Sunday, December 31, 2006

Into the Words

"Shipwreck" Part 2 of "Coast of Utopia" at the Vivian Beaumont Theatre at Lincoln Center, December 30, 2006

I probably should have waited until I'd seen Part 1 of this massive endeavor by Tom Stoppard, but I came across a very good and affordable ticket and couldn't turn it down. (Spoiler alert)

This play picks up the story of Alexander Herzen (Brian O'Byrne), his family and friends in Russia and Paris. I won't attempt a plot summary. LCT has been thoughtful enough to do that for the audience as an insert to the playbill, including a reading list for those so inclined. The plot is as epic, intricate and heavily charactered as anything by Tolstoy. Check out the website for the show here:

Coast of Utopia

Individually, performances were solid with a few standouts. This is to be expected with a cast that includes Mr. O'Byrne, Billy Crudup, Jennifer Ehle, Martha Plimpton, Ethan Hawke, Amy Irving and Richard Easton. Mr. O'Byrne and Ms. Ehle (as Natalie Herzen) do most of the heavy lifting in the show, carrying the time from 1846 in Russia to 1852 heading for London and back to 1846 Russia with stops along the way in Paris, Germany, and Nice.

Mr. O'Byrne brings his usual intensity to Alexander, struggling with the idealism of bringing Russia into the modern world while trying to balance it with raising his family and maintain those relationships. He did seem to have some minor line difficulty at a couple of points, but the sheer volume of words he's tasked with learning deserves commendation in and of itself. To then be able to perform both plays currently running (not to mention the third which begins a the end of January) is a feat of true talent. He sums himself up, "...half Russian, half German, in the end I'm Polish at heart...".

Ms. Ehle's Natalie is also struggling (seems to be a running theme for most Russian theatre characters). Her younger son Kolya (August Gladstone) was born deaf.

David Harbour is George Herwegh, a German poet who meets the Herzen's in Paris, moans and wails as he thinks a 19th century poet should. I found this weakness disguised in the emotions of an artist makes him a rather unlikeable character, yet Mr. Stoppard has written that two women are in love with him at the same time. Given his use of "tits" and "ass" in another scene, I was left unsure how to deal with such anachronisms.

Mr. Crudup's Belinsky, suffering from consumption, is fragile and weak. Weakness becomes another running fatal flaw for characters in this play.

But ultimately, all this weakness seems to be each character's excuse for passion and inaction. They write plays and pamphlets and books, but each looks to the other to actually start the revolution they all agree is due and forthcoming. Michael Bakunin (Mr. Hawke) does join a real revolution, albeit a small one in Saxony, and finds himself returned to Russia in shackles.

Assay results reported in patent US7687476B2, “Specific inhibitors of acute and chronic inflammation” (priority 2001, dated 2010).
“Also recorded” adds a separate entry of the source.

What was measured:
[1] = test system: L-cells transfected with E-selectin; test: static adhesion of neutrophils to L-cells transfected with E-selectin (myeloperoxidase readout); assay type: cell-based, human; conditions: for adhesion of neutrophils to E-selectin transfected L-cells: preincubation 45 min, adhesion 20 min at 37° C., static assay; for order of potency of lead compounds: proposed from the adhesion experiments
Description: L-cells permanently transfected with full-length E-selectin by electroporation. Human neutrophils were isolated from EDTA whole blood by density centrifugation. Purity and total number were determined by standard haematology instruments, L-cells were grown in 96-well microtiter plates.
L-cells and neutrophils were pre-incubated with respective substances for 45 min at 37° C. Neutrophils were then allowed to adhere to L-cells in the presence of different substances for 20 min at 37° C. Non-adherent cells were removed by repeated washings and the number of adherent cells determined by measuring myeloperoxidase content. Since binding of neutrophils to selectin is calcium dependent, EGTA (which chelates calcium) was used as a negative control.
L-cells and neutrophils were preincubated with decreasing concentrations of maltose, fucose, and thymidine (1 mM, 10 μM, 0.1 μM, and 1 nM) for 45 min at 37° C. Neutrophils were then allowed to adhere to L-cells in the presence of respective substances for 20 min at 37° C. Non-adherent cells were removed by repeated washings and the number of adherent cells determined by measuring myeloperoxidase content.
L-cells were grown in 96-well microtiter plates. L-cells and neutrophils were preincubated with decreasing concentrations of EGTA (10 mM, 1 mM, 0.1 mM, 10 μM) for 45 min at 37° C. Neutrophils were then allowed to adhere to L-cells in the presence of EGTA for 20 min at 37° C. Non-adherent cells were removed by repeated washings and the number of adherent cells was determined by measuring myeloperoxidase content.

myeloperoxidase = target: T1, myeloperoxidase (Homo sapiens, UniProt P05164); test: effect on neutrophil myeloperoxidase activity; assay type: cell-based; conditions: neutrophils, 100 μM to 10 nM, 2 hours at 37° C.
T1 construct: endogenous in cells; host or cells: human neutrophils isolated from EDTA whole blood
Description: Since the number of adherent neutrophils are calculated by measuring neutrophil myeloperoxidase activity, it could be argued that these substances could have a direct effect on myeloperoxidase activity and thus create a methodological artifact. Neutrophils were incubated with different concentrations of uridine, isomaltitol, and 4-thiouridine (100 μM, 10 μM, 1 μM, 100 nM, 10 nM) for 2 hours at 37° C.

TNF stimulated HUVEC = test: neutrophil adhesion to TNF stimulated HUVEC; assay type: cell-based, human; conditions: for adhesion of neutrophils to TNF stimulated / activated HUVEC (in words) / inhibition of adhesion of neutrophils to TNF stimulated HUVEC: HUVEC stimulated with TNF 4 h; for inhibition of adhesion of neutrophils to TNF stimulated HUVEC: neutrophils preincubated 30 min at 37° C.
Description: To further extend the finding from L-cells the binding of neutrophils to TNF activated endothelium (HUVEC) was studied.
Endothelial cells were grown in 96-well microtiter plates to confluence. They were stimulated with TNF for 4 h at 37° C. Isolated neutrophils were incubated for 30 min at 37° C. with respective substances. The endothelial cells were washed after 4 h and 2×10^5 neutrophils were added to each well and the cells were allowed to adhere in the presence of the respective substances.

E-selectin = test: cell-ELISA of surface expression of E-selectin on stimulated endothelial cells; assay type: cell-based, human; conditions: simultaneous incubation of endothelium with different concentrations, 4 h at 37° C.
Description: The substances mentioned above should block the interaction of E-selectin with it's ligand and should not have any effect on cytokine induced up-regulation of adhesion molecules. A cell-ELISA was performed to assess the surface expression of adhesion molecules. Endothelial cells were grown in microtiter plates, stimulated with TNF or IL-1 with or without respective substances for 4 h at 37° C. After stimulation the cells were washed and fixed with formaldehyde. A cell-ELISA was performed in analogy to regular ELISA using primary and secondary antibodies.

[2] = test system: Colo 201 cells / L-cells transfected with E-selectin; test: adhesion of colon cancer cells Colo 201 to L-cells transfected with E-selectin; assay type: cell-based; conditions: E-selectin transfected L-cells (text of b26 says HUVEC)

Everyone spends a lot of time talking, but the real action is going on around them.

Mr. Stoppard also points up some political parallels to the world today. When discussing that nine million newly enfranchised French voters returned a monarchist in Napoleon, Herzen observes, "In a free vote, the French public renounced freedom." The response (from Bakunin, I believe) "More poor people have the vote today than rich people who have the vote. How did it turn out that nothing would change?" Napoleon staged a coup within three years, naming himself emperor.

Bodies litter the stage by the end of the play, figuratively at least as Herzen heads for London.

Jack O'Brien has directed this massive cast with a fine eye and hand. He moves what little story there is along well. I liked the use of parallel tableaux opening Acts I and II, even though events to follow were very different. We also get a glimpse of Kolya's silent life as the adults around him fade to pantomime.

Supported by a terrific design team, sets by Bob Crowley and Scott Pask, costumes by Catherine Zuber and lighting by Kenneth Posner. I've always been impressed by the quality of sets in the Beaumont Theatre. It's one of the few major houses with thrust stage, once fashionable, but not anymore. Messrs. Crowley and Pask have done some excellent work, from Herzen's first appearance floating in a chair above a billowing silk sea that drains into a trap door, to the torn and tattered edge of the scrim, communicating the age of a society, the wear of a revolution and evoking a distant countryside treeline, to the Place de la Concorde in Paris with some clever perspective work on a shallow stage.

I think this is one I'll have to see again, but only after I've seen Part 1 first.

1 comment:

Anonymous said...

Nice to see how interested you are in the play despite some major mistakes in your 'two cents': Mis-assigned line readings, poor personal interpretation of events; and whole-cloth assumptions, (Bakunin was never executed.) However, as you say, you'll see the production again at some point; and it is a wonderful beast to study. Cheers!